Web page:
A 2-piece ball that feels incredibly soft, and will help those with slower swing speeds to get a good bit more distance. It does what it sets out to do extremely well.
Very soft for enhanced feel will help in the short game
Offers plenty of distance for those with slower swing speeds
May launch too high for those who naturally hit it high already
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It's crucial to play the right golf ball for your game, the one piece of equipment we use on every shot.
Whilst premium golf balls are going to give you the best combination of distance, feel and control, there are some of us that need extra help in a certain area.
Thanks to its REACT Core, the TaylorMade RBZ Soft ball generates more speed on slower swing speeds, and it has a low drag aerodynamic cover for maximum distance performance.
So, if your swing lacks a bit of speed, this is one to try.
Although we didn't notice it during testing, it may launch too high for those who naturally hit it high already.
We were impressed with the distance - it did travel, but without feeling like a stone off the clubface, as some distance balls can.
The RBZ Soft is exactly that, incredibly soft, in fact.
It has an an ionomer cover which offers more responsiveness on and around the greens.
This was really noticeable, and it means you get a good amount of feel and feedback off the face.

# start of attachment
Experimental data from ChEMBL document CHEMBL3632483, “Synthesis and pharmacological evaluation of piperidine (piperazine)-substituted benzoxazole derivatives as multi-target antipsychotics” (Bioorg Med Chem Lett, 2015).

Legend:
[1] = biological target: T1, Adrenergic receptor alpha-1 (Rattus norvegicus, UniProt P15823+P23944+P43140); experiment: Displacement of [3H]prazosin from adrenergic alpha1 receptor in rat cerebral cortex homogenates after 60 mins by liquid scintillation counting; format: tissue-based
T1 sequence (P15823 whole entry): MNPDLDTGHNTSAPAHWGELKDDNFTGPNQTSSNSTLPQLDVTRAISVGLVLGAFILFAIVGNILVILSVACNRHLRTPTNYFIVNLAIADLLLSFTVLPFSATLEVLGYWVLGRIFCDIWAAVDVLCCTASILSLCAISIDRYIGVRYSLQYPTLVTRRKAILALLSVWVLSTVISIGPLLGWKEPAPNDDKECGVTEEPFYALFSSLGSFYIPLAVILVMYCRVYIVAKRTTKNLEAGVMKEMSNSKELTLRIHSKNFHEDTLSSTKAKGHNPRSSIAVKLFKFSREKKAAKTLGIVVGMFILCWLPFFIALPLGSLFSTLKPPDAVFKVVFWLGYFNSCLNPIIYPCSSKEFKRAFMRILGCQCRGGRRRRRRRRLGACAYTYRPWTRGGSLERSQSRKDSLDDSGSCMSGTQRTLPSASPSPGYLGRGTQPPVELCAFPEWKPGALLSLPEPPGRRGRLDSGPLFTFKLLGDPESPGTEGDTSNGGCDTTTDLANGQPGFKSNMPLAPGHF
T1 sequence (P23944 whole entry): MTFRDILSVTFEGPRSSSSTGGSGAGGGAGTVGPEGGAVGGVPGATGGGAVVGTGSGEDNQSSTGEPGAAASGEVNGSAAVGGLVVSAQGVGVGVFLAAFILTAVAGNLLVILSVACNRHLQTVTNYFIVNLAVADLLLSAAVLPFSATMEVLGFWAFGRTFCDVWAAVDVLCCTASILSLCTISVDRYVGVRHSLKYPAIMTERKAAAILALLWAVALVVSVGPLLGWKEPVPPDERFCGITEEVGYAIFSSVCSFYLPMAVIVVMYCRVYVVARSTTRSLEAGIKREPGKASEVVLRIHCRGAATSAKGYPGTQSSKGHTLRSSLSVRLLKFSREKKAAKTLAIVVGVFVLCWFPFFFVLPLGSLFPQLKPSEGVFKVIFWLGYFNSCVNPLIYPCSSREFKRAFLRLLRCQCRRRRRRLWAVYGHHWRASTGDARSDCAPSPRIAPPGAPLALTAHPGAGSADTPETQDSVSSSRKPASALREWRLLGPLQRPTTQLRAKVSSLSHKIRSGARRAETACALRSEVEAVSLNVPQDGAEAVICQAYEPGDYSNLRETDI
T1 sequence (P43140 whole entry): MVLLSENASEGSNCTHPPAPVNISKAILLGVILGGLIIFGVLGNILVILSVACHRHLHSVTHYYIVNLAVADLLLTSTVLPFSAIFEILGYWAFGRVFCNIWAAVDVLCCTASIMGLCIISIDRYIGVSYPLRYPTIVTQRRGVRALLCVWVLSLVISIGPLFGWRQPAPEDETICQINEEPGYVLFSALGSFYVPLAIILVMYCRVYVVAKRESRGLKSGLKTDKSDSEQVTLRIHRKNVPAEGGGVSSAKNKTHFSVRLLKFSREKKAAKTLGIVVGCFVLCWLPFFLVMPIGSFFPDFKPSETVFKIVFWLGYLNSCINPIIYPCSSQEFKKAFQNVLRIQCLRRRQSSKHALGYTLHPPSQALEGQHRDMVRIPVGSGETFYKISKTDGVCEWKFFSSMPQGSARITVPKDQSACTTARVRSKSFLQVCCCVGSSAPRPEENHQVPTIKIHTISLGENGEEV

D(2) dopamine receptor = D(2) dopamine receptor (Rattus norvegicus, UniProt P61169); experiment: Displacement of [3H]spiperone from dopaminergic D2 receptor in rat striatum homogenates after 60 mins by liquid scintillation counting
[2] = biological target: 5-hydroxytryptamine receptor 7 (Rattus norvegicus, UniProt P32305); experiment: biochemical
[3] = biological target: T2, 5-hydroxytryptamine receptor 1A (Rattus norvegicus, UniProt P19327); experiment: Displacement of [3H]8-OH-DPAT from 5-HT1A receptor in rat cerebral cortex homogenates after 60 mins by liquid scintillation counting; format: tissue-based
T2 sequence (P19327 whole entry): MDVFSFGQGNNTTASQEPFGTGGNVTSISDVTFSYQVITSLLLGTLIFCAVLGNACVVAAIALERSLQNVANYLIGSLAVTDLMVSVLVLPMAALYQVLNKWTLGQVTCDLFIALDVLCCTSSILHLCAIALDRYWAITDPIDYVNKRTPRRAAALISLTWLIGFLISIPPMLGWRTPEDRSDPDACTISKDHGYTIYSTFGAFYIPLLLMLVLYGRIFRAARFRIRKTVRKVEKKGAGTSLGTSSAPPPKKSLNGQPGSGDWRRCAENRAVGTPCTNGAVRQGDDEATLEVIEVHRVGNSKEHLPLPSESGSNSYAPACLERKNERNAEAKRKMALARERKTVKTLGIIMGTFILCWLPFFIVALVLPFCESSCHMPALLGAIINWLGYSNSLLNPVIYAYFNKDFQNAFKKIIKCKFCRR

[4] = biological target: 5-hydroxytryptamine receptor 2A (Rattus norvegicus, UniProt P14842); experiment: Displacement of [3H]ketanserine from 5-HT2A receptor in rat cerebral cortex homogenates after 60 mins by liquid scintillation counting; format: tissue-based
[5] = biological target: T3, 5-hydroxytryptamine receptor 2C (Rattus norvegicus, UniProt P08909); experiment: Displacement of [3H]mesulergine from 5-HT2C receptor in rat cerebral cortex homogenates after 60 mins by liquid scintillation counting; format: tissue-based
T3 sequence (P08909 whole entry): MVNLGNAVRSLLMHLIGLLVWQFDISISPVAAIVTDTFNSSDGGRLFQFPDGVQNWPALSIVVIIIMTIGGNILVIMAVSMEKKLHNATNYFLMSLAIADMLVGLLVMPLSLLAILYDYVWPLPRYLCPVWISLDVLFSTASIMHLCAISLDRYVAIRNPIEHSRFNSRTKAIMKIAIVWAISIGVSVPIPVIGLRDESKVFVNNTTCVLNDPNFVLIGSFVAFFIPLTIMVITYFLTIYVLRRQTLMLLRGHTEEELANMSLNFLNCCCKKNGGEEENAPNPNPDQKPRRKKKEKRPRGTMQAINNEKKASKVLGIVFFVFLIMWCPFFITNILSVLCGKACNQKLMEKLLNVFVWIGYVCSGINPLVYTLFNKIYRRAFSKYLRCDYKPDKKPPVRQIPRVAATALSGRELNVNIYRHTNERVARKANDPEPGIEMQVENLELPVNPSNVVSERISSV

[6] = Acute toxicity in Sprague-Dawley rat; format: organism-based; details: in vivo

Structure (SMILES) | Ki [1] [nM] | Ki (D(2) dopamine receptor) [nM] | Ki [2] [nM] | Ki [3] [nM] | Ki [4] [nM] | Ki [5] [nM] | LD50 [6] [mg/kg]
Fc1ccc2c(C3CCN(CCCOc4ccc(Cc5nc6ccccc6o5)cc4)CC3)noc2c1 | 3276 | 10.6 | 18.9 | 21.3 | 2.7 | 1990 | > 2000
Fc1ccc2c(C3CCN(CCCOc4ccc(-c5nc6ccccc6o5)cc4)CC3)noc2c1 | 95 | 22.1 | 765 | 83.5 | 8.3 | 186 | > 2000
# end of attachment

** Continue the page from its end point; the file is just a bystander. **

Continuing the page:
This is not to say it offers quite the same level of spin as a premium ball, but there's enough there to allow you to play a variety of shots.
The soft feel was noticeable off the putter face, too, which was very much welcome, giving useful feedback.
It's a 2-piece ball that neither looks, or feels, like a non premium ball.
If there's one downside - and it must be said that this is a ball that sets out what it's designed to do very well - it didn't appear to be as hard-wearing as some of the other value golf balls we tested.
Given that one ball will set you back approximately £1.50, this is not really a major factor.
They're available in yellow, too, so if you are a little wayward, it's going to be easier to spot in the rough - which means they should last longer anyway.
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Tom Clarke joined Golf Monthly as a sub editor in 2009 being promoted to content editor in 2012 and then senior content editor in 2014, before becoming Sports Digital Editor for the Sport Vertical within Future in 2022. Tom currently looks after all the digital products that Golf Monthly produce including Strategy and Content Planning for the website and social media - Tom also assists the Cycling, Football, Rugby and Marine titles at Future. Tom plays off 16 and lists Augusta National (name drop), Old Head and Le Touessrok as the favourite courses he has played. Tom is an avid viewer of all golf content with a particularly in depth knowledge of the pro tour.
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